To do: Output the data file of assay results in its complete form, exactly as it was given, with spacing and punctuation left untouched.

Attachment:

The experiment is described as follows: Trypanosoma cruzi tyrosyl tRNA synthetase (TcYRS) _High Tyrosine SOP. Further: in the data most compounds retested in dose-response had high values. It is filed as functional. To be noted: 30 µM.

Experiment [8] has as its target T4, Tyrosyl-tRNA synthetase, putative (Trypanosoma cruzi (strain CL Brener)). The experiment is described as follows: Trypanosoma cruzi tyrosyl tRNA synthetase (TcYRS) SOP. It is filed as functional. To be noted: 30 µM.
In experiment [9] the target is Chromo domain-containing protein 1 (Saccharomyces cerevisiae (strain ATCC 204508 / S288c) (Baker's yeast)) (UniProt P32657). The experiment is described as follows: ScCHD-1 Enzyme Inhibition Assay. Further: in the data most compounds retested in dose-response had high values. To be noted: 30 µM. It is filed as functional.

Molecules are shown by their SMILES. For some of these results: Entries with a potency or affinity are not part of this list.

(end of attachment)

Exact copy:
The experiment is described as follows: Trypanosoma cruzi tyrosyl tRNA synthetase (TcYRS) _High Tyrosine SOP. Further: in the data most compounds retested in dose-response had high values. It is filed as functional. To be noted: 30 µM.

Experiment [8] has as its target T4, Tyrosyl-tRNA synthetase, putative (Trypanosoma cruzi (strain CL Brener)). The experiment is described as follows: Trypanosoma cruzi tyrosyl tRNA synthetase (TcYRS) SOP. It is filed as functional. To be noted: 30 µM.
In experiment [9] the target is Chromo domain-containing protein 1 (Saccharomyces cerevisiae (strain ATCC 204508 / S288c) (Baker's yeast)) (UniProt P32657). The experiment is described as follows: ScCHD-1 Enzyme Inhibition Assay. Further: in the data most compounds retested in dose-response had high values. To be noted: 30 µM. It is filed as functional.

Molecules are shown by their SMILES. For some of these results: Entries with a potency or affinity are not part of this list.